November 15, 2012 / 9:40 PM / 8 years ago

Gap raises full year profit view, quells slowdown fears

(Reuters) - Gap Inc (GPS.N) posted a bigger quarterly profit on Thursday and quelled fears of a possible slowdown ahead of the holiday season as the retailer raised its profit view for the year, sending its shares up 3 percent after the bell.

A woman walks past the Gap flagship store in San Francisco, California in this August 18, 2011 file photo. REUTERS/Robert Galbraith/Files

The owner of the Gap, Old Navy and Banana Republic chains expects to earn between $2.20 to $2.25 a share, up from its August forecast of $1.95 to $2.

Wall Street was expecting it to make $2.27 a share, according to analysts surveyed by Thomson Reuters I/B/E/S.

“When you’re giving guidance, what’s the point of being wrong on the upside? I think they are giving conservative guidance,” said retail consultant Jan Kniffen.

“The stock’s traded up because people were concerned about a slowdown in sales last month and thought it might be affecting their quarterly numbers,” he said.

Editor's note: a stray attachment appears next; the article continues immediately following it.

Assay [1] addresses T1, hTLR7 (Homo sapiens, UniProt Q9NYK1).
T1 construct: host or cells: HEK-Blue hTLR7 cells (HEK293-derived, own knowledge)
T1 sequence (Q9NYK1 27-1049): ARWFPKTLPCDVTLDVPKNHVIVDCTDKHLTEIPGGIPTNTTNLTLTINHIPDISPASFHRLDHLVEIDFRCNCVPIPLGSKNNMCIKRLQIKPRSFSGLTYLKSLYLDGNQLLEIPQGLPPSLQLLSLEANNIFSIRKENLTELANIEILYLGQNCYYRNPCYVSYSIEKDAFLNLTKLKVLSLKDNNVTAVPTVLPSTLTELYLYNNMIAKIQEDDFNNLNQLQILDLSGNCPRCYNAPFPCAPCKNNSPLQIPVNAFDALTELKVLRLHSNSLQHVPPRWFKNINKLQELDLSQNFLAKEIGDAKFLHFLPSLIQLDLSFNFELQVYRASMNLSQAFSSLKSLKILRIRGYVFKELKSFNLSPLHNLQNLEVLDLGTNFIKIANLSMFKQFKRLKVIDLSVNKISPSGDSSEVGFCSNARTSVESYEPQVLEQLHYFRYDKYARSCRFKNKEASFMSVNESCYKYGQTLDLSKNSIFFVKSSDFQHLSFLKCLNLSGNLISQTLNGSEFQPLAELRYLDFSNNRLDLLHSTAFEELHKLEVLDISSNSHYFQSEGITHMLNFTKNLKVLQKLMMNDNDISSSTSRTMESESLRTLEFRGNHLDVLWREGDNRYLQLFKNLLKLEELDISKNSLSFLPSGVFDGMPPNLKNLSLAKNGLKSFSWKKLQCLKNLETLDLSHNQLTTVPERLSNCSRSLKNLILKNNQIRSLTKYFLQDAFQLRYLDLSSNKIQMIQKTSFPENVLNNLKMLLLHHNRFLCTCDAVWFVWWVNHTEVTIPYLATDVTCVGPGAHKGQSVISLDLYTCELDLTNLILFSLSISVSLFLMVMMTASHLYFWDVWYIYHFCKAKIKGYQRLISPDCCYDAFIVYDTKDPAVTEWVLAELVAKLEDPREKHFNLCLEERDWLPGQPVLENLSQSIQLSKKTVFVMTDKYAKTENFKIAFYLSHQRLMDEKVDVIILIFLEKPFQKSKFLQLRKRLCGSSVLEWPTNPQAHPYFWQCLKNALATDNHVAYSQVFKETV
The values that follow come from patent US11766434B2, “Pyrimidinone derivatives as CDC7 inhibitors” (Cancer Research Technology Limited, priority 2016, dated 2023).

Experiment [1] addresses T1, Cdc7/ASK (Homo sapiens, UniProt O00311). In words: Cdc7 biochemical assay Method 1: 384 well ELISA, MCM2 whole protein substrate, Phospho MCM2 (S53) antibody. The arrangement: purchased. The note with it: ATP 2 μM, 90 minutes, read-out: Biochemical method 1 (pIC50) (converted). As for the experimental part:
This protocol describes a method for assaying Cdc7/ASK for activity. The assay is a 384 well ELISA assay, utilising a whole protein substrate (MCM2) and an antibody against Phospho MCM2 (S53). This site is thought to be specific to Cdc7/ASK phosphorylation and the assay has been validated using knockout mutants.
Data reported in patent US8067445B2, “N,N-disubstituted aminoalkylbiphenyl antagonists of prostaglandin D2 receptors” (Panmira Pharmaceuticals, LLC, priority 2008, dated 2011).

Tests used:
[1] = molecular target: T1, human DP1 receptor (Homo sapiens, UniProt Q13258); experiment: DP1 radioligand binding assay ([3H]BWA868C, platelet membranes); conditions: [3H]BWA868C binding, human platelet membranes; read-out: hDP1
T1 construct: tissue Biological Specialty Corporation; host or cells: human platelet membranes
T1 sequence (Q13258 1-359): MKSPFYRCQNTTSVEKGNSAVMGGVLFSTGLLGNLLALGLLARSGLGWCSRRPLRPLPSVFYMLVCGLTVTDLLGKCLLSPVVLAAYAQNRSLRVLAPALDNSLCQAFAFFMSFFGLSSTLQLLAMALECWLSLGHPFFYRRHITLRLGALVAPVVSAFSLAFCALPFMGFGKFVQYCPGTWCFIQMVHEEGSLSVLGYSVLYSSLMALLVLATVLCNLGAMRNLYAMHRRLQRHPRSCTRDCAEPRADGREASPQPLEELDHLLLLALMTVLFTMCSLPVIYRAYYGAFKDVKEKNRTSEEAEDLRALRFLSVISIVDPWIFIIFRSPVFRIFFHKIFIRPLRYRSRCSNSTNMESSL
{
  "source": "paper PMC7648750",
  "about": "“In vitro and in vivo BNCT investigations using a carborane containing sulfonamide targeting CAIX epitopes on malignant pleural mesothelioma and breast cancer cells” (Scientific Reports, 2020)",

The company missed October same store sales estimates, after topping them for many months before that.

Gap has staged a turnaround after a decade of critics derided its fashions as boring and it lost out to rivals such as Zara parent Inditex SA (ITX.MC) and homegrown competitors such as Forever21.

Banana Republic’s tie-in with television show Mad Men was a big success. Redoing Gap’s classic Khakis in bright colors proved to be a crowd pleaser.

The company said all three brands posted positive comparable sales in North America, with Old Navy rising 9 percent.

For the third quarter, Gap earned $308 million, or 63 cents a share, compared with $193 million, or 38 cents a share, in the same quarter last year. Analysts were expecting the company to earn 63 cents.

Sales for the third quarter ended October 27 rose 8 percent to $3.86 billion.

Gap shares were trading up at $34.21 after the bell. They closed at $33.26 Thursday on the New York Stock Exchange.

Reporting by Nivedita Bhattacharjee in Chicago. Editing by Andre Grenon and David Gregorio

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